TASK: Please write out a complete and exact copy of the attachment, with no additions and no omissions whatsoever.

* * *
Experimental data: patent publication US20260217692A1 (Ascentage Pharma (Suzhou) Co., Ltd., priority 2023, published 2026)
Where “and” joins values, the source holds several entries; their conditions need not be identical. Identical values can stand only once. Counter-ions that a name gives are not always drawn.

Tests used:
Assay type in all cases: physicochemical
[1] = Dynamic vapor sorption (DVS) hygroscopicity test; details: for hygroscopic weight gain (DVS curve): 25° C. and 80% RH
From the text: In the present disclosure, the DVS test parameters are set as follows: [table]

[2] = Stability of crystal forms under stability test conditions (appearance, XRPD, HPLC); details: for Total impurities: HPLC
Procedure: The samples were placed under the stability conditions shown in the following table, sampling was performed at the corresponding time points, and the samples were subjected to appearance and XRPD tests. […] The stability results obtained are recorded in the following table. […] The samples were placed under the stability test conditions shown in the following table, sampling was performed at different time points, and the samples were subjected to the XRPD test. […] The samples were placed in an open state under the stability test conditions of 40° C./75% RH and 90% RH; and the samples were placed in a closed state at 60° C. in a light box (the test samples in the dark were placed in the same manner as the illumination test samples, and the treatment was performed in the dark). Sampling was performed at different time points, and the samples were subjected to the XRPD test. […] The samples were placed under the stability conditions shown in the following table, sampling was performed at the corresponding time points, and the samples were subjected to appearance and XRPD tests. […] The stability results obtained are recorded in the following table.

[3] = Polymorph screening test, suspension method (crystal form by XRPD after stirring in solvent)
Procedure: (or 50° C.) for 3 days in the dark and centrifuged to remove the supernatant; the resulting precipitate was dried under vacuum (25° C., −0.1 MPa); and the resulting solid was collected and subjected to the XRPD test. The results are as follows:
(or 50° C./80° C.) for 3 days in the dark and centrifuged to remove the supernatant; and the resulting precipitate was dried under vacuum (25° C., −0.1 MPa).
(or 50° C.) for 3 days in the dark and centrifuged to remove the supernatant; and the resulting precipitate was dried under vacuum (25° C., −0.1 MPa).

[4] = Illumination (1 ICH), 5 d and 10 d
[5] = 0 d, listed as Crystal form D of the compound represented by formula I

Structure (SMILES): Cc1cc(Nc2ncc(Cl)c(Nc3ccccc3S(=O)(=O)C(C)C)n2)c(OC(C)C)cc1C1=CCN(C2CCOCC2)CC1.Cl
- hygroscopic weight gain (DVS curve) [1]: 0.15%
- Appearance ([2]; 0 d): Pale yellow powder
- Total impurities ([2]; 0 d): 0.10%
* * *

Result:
Experimental data: patent publication US20260217692A1 (Ascentage Pharma (Suzhou) Co., Ltd., priority 2023, published 2026)
Where “and” joins values, the source holds several entries; their conditions need not be identical. Identical values can stand only once. Counter-ions that a name gives are not always drawn.

Tests used:
Assay type in all cases: physicochemical
[1] = Dynamic vapor sorption (DVS) hygroscopicity test; details: for hygroscopic weight gain (DVS curve): 25° C. and 80% RH
From the text: In the present disclosure, the DVS test parameters are set as follows: [table]

[2] = Stability of crystal forms under stability test conditions (appearance, XRPD, HPLC); details: for Total impurities: HPLC
Procedure: The samples were placed under the stability conditions shown in the following table, sampling was performed at the corresponding time points, and the samples were subjected to appearance and XRPD tests. […] The stability results obtained are recorded in the following table. […] The samples were placed under the stability test conditions shown in the following table, sampling was performed at different time points, and the samples were subjected to the XRPD test. […] The samples were placed in an open state under the stability test conditions of 40° C./75% RH and 90% RH; and the samples were placed in a closed state at 60° C. in a light box (the test samples in the dark were placed in the same manner as the illumination test samples, and the treatment was performed in the dark). Sampling was performed at different time points, and the samples were subjected to the XRPD test. […] The samples were placed under the stability conditions shown in the following table, sampling was performed at the corresponding time points, and the samples were subjected to appearance and XRPD tests. […] The stability results obtained are recorded in the following table.

[3] = Polymorph screening test, suspension method (crystal form by XRPD after stirring in solvent)
Procedure: (or 50° C.) for 3 days in the dark and centrifuged to remove the supernatant; the resulting precipitate was dried under vacuum (25° C., −0.1 MPa); and the resulting solid was collected and subjected to the XRPD test. The results are as follows:
(or 50° C./80° C.) for 3 days in the dark and centrifuged to remove the supernatant; and the resulting precipitate was dried under vacuum (25° C., −0.1 MPa).
(or 50° C.) for 3 days in the dark and centrifuged to remove the supernatant; and the resulting precipitate was dried under vacuum (25° C., −0.1 MPa).

[4] = Illumination (1 ICH), 5 d and 10 d
[5] = 0 d, listed as Crystal form D of the compound represented by formula I

Structure (SMILES): Cc1cc(Nc2ncc(Cl)c(Nc3ccccc3S(=O)(=O)C(C)C)n2)c(OC(C)C)cc1C1=CCN(C2CCOCC2)CC1.Cl
- hygroscopic weight gain (DVS curve) [1]: 0.15%
- Appearance ([2]; 0 d): Pale yellow powder
- Total impurities ([2]; 0 d): 0.10%